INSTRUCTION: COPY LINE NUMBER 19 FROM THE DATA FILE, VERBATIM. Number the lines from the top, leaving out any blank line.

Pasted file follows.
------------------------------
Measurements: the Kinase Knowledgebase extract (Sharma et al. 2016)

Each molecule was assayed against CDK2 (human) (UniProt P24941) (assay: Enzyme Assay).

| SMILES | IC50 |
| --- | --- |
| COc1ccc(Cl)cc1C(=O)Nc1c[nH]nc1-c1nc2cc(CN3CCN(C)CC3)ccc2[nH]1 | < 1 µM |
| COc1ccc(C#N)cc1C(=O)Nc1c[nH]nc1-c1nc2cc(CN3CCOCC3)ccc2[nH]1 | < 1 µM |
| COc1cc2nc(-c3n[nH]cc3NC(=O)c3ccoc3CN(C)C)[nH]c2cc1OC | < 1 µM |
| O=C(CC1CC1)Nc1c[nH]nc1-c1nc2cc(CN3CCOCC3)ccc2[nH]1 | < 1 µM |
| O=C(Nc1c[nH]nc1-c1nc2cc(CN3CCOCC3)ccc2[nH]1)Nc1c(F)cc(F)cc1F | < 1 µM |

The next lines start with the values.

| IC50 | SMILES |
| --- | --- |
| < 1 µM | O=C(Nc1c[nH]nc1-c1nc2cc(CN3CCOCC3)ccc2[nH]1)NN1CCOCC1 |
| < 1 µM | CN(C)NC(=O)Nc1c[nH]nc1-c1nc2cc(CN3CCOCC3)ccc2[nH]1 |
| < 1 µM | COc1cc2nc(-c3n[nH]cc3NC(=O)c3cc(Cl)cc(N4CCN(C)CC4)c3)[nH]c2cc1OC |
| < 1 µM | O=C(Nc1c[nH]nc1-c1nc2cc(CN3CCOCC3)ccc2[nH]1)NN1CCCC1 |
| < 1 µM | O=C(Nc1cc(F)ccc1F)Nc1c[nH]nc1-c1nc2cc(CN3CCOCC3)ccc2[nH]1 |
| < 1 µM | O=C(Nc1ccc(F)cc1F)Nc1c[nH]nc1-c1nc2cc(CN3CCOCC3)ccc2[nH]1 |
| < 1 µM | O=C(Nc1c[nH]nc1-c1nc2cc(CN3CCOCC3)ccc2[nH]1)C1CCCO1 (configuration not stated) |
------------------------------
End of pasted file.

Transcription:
| < 1 µM | O=C(Nc1c[nH]nc1-c1nc2cc(CN3CCOCC3)ccc2[nH]1)C1CCCO1 (configuration not stated) |